The evidence presented in this communication indicates that DN T cells represent a pro-inflammatory T cell subset able to produce IL-17 and proliferate vigorously following anti-CD3 stimulation. Further, it demonstrates that IL-17 production is increased in SLE patients due to the expansion of the pro-inflammatory DN T cell subset and to the excessive IL-17 production of CD4+ T cells. The pathological relevance of these findings is confirmed by the presence of DN and IL-17+ T cells in kidneys of patients with lupus nephritis.

DN T cells represent a major component of thymocytes and a small proportion of peripheral blood T cells. An expanded DN T cell subset has been reported in patients with SLE and in some lupus-prone animals (9,20). In this study we demonstrate that TCRαβ+ TCR Vα24 CD3+ CD4 CD8 T cells exist in peripheral blood of normal individuals (Fig. 2), have a distinct cytokine production profile (Fig. 3), and expand following anti-CD3 in vitro stimulation (Fig. 2). Our results imply that DN T cells comprise a physiological component of the immune system able to rapidly proliferate and produce pro-inflammatory cytokines following antigen stimulation. Further, our findings suggest that the expanded DN T cell subset found in SLE patients represents a pathologically-expanded T cell subset that maintains its proliferation and cytokine production characteristics. Although their frequency is significantly increased in patients with SLE, DN T cells behave similarly to DN T cells form normal individuals in terms of proliferation and cytokine production (Fig. 2 and and3).3). The signals that drive DN T cell expansion in SLE patients will need to be investigated in future work.

The second major finding of this work is the demonstration that IL-17 production is increased in T cells from SLE patients. As mentioned earlier, this phenomenon is partially due to the expansion of the IL-17-producing DN T cell subset. However, IL-17 production by CD4+ T cells from patients with SLE in also enhanced. The amplification of the IL-17 response is conceptually congruent in the setting of SLE considering the characteristics of the abnormal cytokine milieu that has been described in these patients. Low IL-2 production (21), accompanied by high IL-6 secretion by antigen presenting cells (27) could result in a skewed naïve T cell differentiation, favoring Th17 over regulatory T cell production (28,29). Additionally, the presence of other pro-inflammatory cytokines (i.e. IL-21) could favor the production of IL-17 by memory T cells (30).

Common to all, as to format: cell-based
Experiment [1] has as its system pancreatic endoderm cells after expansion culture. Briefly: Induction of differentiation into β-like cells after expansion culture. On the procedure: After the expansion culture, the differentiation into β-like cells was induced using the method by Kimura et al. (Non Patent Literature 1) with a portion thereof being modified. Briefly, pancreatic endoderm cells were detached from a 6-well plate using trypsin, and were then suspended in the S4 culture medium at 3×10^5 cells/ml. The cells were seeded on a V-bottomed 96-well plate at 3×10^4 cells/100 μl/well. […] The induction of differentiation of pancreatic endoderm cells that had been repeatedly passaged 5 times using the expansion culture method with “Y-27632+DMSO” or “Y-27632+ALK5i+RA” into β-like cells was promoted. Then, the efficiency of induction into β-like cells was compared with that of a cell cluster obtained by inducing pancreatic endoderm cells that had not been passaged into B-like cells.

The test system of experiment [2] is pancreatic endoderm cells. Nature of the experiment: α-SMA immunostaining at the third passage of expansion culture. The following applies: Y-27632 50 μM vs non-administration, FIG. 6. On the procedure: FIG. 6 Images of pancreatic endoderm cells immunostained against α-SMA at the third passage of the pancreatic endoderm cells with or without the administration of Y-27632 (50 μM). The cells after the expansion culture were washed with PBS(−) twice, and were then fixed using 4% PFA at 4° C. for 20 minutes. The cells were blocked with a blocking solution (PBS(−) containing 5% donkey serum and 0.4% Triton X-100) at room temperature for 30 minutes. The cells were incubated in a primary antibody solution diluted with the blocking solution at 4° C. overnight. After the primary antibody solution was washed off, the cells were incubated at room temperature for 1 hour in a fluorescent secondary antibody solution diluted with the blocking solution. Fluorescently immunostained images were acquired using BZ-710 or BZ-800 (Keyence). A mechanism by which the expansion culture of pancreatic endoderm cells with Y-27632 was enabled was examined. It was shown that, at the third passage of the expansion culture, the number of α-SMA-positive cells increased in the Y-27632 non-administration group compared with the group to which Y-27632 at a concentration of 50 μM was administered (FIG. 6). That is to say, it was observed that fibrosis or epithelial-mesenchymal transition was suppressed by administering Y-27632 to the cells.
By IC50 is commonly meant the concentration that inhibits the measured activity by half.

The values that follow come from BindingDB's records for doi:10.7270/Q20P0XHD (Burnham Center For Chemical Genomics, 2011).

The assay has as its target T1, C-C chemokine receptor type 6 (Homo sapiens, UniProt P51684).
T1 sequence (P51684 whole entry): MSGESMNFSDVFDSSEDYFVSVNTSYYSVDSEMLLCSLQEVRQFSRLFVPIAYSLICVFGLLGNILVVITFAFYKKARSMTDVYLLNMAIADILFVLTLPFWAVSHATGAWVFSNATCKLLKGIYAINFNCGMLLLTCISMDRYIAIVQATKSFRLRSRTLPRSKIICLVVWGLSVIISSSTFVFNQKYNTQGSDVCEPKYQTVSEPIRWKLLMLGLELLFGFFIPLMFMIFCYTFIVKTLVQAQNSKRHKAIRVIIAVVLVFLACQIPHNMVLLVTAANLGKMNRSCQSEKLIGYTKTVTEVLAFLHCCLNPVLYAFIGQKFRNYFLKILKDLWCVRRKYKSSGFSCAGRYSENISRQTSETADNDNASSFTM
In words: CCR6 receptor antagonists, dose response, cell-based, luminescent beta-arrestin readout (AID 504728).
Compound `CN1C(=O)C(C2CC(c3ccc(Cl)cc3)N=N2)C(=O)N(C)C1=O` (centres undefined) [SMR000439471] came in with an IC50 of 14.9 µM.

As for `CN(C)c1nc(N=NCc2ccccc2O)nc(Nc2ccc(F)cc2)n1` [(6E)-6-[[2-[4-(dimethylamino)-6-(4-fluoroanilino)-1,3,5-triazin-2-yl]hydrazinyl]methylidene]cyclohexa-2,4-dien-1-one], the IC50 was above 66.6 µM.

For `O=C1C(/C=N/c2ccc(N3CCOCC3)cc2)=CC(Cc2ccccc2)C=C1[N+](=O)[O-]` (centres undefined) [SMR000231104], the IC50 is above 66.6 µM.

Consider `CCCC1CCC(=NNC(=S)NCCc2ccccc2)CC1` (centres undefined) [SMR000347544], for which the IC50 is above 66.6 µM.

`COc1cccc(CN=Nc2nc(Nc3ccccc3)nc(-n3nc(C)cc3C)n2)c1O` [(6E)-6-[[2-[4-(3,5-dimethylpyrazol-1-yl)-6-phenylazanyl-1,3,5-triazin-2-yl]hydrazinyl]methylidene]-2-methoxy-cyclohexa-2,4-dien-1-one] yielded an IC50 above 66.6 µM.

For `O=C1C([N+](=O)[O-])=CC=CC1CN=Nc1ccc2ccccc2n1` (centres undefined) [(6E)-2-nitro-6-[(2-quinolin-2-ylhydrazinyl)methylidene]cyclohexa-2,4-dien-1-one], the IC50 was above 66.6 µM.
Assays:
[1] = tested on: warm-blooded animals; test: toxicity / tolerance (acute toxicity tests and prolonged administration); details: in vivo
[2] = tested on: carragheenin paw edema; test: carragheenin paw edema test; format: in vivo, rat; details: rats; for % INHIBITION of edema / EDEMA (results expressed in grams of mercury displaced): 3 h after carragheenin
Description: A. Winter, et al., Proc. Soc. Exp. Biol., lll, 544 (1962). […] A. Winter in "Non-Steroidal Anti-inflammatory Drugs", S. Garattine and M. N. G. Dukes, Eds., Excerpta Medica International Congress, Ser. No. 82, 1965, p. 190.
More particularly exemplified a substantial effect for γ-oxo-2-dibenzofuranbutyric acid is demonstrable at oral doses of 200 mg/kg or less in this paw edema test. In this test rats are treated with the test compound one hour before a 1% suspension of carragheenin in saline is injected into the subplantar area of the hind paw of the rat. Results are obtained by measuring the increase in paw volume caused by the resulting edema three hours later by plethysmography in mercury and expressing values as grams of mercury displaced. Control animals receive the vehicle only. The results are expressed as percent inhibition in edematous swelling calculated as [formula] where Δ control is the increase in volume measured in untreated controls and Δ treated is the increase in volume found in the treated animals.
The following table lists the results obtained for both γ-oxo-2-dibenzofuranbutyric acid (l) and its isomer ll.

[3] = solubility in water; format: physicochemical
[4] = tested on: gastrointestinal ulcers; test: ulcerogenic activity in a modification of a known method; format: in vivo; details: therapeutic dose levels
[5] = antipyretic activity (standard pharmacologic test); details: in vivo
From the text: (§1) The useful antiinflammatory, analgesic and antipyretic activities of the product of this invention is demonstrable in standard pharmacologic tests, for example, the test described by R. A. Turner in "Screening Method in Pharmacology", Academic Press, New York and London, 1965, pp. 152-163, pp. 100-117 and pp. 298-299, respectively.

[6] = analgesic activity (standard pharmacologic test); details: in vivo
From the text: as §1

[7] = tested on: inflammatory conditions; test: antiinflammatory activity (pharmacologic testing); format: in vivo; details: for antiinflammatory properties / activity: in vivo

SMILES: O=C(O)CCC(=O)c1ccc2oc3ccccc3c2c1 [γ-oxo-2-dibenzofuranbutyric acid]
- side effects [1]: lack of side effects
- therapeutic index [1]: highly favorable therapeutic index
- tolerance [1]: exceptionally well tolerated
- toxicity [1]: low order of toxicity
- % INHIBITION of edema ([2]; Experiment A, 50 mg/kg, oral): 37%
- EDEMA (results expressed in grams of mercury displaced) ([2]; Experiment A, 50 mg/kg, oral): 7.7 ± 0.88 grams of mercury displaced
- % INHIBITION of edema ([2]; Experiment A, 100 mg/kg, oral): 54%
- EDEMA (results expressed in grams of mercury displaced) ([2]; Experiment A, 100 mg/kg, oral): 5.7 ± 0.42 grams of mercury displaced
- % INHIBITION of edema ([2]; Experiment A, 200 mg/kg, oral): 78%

The demonstration of DN T cells and IL-17+ T cells within T cell infiltrates in kidneys from patients with lupus nephritis (Fig. 5) has a number of conceptual implications and underscores the importance of T cells as effector cells in tissue injury. Previous work from our lab has provided evidence that the presence of T cells in kidneys of patients with lupus nephritis (3,6), but the fact that infiltrating T cells produce IL-17 is a strong argument that implies pro-inflammatory activity and suggests that T cells play a direct pathogenic role in kidney inflammation. Further, the presence of DN T cells in inflamed tissue strongly suggests that they are key mediators of the autoimmune response in lupus.

In summary, this study provides evidence which demonstrates that DN cells represent a T cell subset that produces large amounts of inflammatory cytokines and proliferates vigorously upon CD3 stimulation. In addition, our data shows that the IL-17 effector response is augmented in patients with SLE due to an increased production by CD4+ T cells, along with an expansion of the pro-inflammatory DN compartment. The pathogenic importance of this finding is illustrated by the fact that IL-17 and IL-23 are found in kidneys affected by lupus nephritis, along with infiltrates of IL-17-producing CD4+ and DN T cells.


1This work was supported by National Institutes of Health Grants RO1 AI42269 and RO1 AI49954 and by the Mary Kirkland Center for Lupus Research at the Hospital for Special Surgery funded by Rheuminations, Inc.


1. Rahman A, Isenberg DA. Systemic lupus erythematosus. N Engl J Med. 2008;358:929–939. [PubMed]
2. Adalid-Peralta L, Mathian A, Tran T, Delbos L, Durand-Gasselin I, Berrebi D, Peuchmaur M, Couderc J, Emilie D, Koutouzov S. Leukocytes and the kidney contribute to interstitial inflammation in lupus nephritis. Kidney Int. 2008;73:172–180. [PubMed]
3. Cohen RA, Bayliss G, Kane-Wanger GF, Van Beek C, Kyttaris VC, Crispin JC, Tsokos GC, Stillman I. T cells and in situ cryoglobulin deposition in the pathogenesis of lupus nephritis. Clin Immunol. 2008;128:1–7. [PMC free article] [PubMed]
4. Abe S, Amagasaki Y, Iyori S, Konishi K, Kato E, Sakaguchi H. Significance of tubulointerstitial lesions in biopsy specimens of glomerulonephritic patients. Am J Nephrol. 1989;9:30–37. [PubMed]
5. Austin HA, III, Boumpas DT, Vaughan EM, Balow JE. Predicting renal outcomes in severe lupus nephritis: contributions of clinical and histologic data. Kidney Int. 1994;45:544–550. [PubMed]
6. Li Y, Harada T, Juang YT, Kyttaris VC, Wang Y, Zidanic M, Tung K, Tsokos GC. Phosphorylated ERM is responsible for increased T cell polarization, adhesion, and migration in patients with systemic lupus erythematosus. J Immunol. 2007;178:1938–1947. [PubMed]